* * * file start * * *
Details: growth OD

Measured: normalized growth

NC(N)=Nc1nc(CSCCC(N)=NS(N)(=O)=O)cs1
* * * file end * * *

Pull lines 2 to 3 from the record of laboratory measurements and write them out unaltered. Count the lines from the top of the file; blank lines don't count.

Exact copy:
Measured: normalized growth

NC(N)=Nc1nc(CSCCC(N)=NS(N)(=O)=O)cs1